Women's experiences of equine assisted psychotherapy : a thesis presented in partial fulfilment of the requirement for the degree of Master of Arts in Psychology at Massey University, Palmerston North, New Zealand
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Equine assisted psychotherapy has received little research attention within psychology. This research explores the way women experience this modality. Working alongside Renee, an EAP practitioner, from HorsePower Aotearoa and three of her clients I undertook a photovoice project. Renee participated in both the planning aspects and as a key participant, informing the research through her knowledge of EAP in practice. Drawing on photovoice techniques to gather data with hard to reach groups the information was gathered from participants’ images and their photo elicitation interviews. This allowed the narratives of the women’s experiences to be communicated on more than one level. The narratives demonstrated the processes of EAP in action as well as revealing some of the fundamental attributes that make this therapy efficacious. The analysis showed that the interrelationships between the therapist, the horses, the space, the place and the client create a complex ecology. What was evidenced was that for meaningful change to be made, the clients need to feel safe to make those changes. EAP seems to provide a space and place that enables this. The implications of this are the spreading awareness of EAP as an effective modality especially for clients with previous difficulties engaging with therapy.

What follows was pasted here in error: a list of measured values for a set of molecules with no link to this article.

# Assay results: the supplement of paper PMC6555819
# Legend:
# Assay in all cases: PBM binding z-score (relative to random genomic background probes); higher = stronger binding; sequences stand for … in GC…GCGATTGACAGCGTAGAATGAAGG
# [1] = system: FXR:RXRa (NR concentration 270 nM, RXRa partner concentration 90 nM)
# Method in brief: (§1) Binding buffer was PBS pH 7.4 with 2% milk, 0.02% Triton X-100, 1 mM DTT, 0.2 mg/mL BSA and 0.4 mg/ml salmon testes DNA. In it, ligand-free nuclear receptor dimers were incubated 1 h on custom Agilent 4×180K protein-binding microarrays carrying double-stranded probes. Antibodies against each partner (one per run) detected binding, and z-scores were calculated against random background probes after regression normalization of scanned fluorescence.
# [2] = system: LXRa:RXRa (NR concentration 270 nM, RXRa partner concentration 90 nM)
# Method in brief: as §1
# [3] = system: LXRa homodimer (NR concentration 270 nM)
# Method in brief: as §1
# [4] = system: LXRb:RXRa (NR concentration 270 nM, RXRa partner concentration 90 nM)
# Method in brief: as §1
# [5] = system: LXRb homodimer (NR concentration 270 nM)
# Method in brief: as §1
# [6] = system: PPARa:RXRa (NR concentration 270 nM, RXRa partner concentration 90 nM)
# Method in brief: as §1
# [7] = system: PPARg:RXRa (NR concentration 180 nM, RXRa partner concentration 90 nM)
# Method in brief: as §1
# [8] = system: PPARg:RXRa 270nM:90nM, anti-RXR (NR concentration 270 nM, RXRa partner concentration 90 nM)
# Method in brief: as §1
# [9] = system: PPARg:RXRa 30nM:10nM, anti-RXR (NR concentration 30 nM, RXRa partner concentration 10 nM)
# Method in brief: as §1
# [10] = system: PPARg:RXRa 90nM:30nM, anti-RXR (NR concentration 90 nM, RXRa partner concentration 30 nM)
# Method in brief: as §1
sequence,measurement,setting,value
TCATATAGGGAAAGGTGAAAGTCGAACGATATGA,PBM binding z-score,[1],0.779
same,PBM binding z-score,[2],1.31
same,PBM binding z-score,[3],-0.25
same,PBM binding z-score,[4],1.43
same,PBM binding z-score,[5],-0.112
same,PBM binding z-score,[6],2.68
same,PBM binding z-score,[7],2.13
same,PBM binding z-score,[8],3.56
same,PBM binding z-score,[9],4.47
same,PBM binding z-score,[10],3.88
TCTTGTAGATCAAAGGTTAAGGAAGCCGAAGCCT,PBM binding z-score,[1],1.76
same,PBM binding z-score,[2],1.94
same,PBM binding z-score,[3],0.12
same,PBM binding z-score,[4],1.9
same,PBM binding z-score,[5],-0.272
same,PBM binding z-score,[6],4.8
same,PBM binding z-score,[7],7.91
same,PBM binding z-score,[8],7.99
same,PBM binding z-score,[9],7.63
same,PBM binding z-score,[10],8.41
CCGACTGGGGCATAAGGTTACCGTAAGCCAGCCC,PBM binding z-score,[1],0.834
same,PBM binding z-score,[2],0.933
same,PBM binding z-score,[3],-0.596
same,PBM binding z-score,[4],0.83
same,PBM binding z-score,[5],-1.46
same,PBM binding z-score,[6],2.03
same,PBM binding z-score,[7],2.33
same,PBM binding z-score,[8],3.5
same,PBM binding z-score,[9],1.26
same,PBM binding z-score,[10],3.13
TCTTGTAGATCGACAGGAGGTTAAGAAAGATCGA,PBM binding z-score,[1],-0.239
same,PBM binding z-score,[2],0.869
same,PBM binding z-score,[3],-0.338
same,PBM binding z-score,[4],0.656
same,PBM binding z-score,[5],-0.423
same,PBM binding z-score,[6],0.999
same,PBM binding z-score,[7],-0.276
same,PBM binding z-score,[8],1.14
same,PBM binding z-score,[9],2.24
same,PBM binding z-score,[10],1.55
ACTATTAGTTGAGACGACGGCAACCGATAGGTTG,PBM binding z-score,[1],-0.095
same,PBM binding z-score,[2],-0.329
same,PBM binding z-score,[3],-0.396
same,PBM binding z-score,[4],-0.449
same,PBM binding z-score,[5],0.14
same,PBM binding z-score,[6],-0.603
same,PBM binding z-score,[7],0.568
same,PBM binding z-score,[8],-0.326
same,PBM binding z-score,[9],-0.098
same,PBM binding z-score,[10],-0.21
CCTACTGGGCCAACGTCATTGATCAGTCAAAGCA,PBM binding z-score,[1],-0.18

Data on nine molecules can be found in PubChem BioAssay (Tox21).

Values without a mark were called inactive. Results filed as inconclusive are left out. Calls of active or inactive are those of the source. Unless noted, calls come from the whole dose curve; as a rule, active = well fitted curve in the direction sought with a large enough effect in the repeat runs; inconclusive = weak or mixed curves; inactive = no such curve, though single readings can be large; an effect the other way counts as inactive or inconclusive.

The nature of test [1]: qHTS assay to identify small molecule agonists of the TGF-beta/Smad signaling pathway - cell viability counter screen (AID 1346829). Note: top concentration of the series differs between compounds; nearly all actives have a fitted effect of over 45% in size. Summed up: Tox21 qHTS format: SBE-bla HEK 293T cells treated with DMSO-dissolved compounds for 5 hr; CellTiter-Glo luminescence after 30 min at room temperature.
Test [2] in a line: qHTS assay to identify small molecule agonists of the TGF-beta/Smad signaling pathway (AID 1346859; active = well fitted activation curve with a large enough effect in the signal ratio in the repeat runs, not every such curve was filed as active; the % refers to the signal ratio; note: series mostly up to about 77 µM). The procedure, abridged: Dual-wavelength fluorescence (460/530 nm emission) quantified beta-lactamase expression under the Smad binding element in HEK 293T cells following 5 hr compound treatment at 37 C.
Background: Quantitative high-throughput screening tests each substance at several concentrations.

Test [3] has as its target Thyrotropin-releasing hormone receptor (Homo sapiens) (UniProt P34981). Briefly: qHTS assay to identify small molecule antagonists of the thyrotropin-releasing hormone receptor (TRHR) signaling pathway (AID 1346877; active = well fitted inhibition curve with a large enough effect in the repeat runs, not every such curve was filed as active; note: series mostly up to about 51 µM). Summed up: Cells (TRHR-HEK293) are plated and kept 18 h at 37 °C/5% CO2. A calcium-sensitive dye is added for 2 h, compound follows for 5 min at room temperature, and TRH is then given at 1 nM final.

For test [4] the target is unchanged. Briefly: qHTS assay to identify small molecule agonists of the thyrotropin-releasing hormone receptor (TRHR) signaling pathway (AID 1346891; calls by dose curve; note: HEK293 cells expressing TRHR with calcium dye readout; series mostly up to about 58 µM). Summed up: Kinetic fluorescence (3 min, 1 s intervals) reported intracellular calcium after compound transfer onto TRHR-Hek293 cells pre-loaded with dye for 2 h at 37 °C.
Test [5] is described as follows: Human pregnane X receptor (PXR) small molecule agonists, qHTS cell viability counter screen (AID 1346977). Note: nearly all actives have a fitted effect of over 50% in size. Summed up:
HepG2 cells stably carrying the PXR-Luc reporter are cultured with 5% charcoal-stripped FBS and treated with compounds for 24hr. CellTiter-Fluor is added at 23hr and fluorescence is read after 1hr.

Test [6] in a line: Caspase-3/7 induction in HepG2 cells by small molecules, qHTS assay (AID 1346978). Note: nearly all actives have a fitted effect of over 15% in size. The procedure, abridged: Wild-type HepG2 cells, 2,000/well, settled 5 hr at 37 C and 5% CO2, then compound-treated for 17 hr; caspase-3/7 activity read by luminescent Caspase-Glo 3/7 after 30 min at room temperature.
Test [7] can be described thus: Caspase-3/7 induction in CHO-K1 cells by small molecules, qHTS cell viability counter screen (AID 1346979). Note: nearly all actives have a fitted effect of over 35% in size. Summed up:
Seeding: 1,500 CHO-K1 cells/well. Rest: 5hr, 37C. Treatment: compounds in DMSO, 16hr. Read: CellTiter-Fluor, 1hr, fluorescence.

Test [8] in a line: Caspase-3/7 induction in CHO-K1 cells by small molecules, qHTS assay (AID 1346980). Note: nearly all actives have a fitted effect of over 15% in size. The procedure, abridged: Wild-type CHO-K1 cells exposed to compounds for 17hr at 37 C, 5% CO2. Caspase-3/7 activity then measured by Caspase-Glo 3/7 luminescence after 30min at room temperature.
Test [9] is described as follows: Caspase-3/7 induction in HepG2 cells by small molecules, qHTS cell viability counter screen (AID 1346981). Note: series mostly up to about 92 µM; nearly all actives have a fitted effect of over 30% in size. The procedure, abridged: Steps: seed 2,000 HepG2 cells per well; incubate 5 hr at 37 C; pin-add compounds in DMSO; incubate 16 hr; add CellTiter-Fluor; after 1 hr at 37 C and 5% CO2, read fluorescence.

Horses, Therapeutic use, Psychotherapy, Women, Psychology, Research Subject Categories::SOCIAL SCIENCES::Social sciences::Psychology::Applied psychology